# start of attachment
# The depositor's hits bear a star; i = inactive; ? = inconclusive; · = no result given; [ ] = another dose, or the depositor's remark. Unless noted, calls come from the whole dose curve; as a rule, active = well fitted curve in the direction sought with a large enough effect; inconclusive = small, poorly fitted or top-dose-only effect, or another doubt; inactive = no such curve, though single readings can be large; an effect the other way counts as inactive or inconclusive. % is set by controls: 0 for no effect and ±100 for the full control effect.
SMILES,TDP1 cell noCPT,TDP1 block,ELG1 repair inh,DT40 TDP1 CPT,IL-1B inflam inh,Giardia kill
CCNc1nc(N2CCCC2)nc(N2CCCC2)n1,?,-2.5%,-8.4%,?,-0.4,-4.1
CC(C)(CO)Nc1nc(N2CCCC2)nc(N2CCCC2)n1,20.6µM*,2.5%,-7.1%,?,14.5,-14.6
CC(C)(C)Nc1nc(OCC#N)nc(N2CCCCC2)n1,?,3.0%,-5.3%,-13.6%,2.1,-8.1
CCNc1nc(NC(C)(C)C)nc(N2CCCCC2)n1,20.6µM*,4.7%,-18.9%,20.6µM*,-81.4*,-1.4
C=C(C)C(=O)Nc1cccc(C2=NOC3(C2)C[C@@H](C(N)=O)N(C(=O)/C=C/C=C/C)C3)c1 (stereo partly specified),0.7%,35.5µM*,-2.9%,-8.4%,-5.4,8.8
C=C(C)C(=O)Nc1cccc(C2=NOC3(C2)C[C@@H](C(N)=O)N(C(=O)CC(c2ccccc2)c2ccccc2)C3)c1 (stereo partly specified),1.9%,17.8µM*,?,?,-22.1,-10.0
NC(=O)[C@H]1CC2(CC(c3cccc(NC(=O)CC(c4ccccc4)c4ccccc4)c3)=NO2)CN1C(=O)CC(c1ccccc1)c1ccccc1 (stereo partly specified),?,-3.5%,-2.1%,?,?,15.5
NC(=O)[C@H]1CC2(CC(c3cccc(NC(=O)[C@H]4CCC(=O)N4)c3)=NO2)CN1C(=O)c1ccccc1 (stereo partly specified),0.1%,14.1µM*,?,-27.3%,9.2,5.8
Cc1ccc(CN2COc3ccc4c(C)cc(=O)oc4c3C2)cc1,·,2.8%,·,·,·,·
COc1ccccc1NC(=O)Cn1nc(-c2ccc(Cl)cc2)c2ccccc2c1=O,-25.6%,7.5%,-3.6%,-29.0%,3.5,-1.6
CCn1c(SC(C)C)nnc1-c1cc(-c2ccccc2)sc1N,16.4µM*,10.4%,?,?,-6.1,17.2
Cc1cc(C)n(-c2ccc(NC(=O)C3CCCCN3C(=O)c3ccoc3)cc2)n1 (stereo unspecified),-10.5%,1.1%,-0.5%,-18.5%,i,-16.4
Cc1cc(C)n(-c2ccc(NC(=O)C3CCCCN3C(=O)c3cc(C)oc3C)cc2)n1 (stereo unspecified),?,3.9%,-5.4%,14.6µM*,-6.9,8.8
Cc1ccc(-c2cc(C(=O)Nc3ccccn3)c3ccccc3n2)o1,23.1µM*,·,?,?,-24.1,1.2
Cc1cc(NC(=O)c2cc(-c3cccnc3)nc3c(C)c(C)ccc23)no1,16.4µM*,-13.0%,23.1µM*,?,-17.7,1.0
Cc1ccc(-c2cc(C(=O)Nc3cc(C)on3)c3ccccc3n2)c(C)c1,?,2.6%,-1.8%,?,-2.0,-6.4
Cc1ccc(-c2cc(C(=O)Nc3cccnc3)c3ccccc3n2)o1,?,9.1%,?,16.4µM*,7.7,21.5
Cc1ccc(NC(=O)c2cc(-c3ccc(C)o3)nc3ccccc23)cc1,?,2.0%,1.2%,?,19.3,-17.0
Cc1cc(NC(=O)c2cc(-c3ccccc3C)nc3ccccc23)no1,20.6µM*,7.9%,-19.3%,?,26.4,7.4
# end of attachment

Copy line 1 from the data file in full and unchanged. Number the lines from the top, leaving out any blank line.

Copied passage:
# The depositor's hits bear a star; i = inactive; ? = inconclusive; · = no result given; [ ] = another dose, or the depositor's remark. Unless noted, calls come from the whole dose curve; as a rule, active = well fitted curve in the direction sought with a large enough effect; inconclusive = small, poorly fitted or top-dose-only effect, or another doubt; inactive = no such curve, though single readings can be large; an effect the other way counts as inactive or inconclusive. % is set by controls: 0 for no effect and ±100 for the full control effect.